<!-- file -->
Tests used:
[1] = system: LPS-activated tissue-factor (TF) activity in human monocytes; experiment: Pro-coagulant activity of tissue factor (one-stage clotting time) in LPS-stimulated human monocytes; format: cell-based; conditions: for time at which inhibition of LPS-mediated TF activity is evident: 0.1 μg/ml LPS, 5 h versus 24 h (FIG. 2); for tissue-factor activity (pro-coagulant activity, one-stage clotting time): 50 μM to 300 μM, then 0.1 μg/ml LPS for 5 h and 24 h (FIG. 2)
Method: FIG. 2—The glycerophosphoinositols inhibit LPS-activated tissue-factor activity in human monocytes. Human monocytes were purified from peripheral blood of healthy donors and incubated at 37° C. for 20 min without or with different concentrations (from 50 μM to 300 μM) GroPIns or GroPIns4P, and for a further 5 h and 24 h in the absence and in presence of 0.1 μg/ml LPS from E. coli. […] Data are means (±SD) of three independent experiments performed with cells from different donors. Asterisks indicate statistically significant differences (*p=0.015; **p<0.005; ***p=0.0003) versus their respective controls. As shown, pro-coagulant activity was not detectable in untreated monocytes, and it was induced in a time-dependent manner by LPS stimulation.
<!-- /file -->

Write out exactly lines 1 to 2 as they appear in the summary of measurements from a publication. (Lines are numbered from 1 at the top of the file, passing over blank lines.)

Tests used:
[1] = system: LPS-activated tissue-factor (TF) activity in human monocytes; experiment: Pro-coagulant activity of tissue factor (one-stage clotting time) in LPS-stimulated human monocytes; format: cell-based; conditions: for time at which inhibition of LPS-mediated TF activity is evident: 0.1 μg/ml LPS, 5 h versus 24 h (FIG. 2); for tissue-factor activity (pro-coagulant activity, one-stage clotting time): 50 μM to 300 μM, then 0.1 μg/ml LPS for 5 h and 24 h (FIG. 2)